Parents often tell me that while they might “get it” in their heads (meaning parenting principles and concepts), they have a hard time translating head knowledge into action. Unfortunately, children don’t come with an owner’s manual. But we can equip ourselves with tools to make our efforts more effective. Natural and logical consequences are one such tool. This post will provide some basic information regarding natural and logical consequences and examples of how to implement them in your home.
What are Natural and Logical Consequences?
These types of consequences are just what they sound like: consequences that come about because of a natural progression of events. They are applied in a very matter-of-fact (but not biting or retaliative) way in an effort to teach the child a family value or rule.
Natural consequences are those that happen naturally (refuse to eat=hungry). Logical consequences are connected to the child’s behavior but require the intervention of a parent (won’t turn off game when asked=no game the next day).
For Which Behaviors are they Effective?
Please note: this advice is intended for “neurotypical” children. A child with autism, ADHD, or high sensitivity would require a more nuanced approach. Consequences are not always effective at teaching a child with ADHD. Behavioral approaches that focus on positive reinforcement and rewards have been shown to be effective with these kids.
Regardless of the child, when implementing consequences, parents need to consider the skills their child has acquired, their capacity for change, and their emotional loading.
The following are some examples of when a parent might choose to use natural and logical consequences:
- When a child has a history of making the same mistake over and over
- When the child is demonstrating problems related to personal responsibility (cleaning up after himself, putting things away, etc)
- When the child is developmentally ready to utilize his decision-making skills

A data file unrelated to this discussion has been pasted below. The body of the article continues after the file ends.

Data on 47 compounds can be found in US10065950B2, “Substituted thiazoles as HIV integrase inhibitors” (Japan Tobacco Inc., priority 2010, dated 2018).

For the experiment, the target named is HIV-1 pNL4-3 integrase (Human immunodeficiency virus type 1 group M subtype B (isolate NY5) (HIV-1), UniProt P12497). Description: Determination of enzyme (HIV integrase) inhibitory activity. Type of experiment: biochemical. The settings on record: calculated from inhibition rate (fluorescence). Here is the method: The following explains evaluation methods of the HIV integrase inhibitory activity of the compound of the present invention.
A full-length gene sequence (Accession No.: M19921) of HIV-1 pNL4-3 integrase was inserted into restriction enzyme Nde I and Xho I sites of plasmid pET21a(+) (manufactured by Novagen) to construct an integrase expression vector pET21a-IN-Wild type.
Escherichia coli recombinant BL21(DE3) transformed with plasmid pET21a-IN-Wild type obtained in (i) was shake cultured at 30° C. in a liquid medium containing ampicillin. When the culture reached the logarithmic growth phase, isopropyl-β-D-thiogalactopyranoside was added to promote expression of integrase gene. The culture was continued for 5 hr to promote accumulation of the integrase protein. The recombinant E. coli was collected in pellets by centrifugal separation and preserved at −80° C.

For Which Behaviors are they Ineffective?
Sometimes a natural or logical consequence is not sufficient. There are some situations when a parent will need to dig a bit deeper and address ruptured relationships caused by misbehaviors or possible other factors at play. Here are a few situations when natural and logical consequences would not be sufficient:
- When the child has physically harmed another person or property
- When the child has offended someone in some way
- When the child is refusing to do homework (it’s important to assess for an underlying learning disability)
- When there is an issue of safety
Children who have displayed behaviors that cause ruptures in relationships need to find a way to make amends. The sibling relationship is an important one to protect and foster.
Examples of Misbehaviors and a Natural and Logical Consequence
Natural and Logical Consequence
|Child forgets musical instrument at home for the third time in a row.||The instrument stays at home.|
|Child refuses to shower despite efforts to increase compliance.||Child develops body odor and will have to deal with social repercussions from peers.|
|Child does not put laundry in hamper as asked.||Only the clothes that appear in the hamper on laundry day get washed.|
|Child screams in the house after being told not to.||Child is sent outside to play.|
|Child does not pick up toys after being asked.||Child loses the privilege of playing with those particular toys until the ones that remain are picked up when asked.|
|Child does not come to the table when called.||Dinner stops being served when the rest of the family is done.|
|Child does not put baseball glove away when asked.||Child has a wet baseball glove for practice.|
Parenting requires a “diverse portfolio.” We cannot simply rely on one technique or idea and try to apply it to all situations. Sometimes natural and logical consequences are just what the situation calls for. Other times, we will need to implement another approach. It takes wisdom and discernment (and often mistakes) to figure it out.
As with every parenting intervention, it’s always good to start with the word “why?” Once we can figure out what might be underneath the behavior, we will be in a much better place to address it effectively.
Photo credit: phaewilk from morguefile.com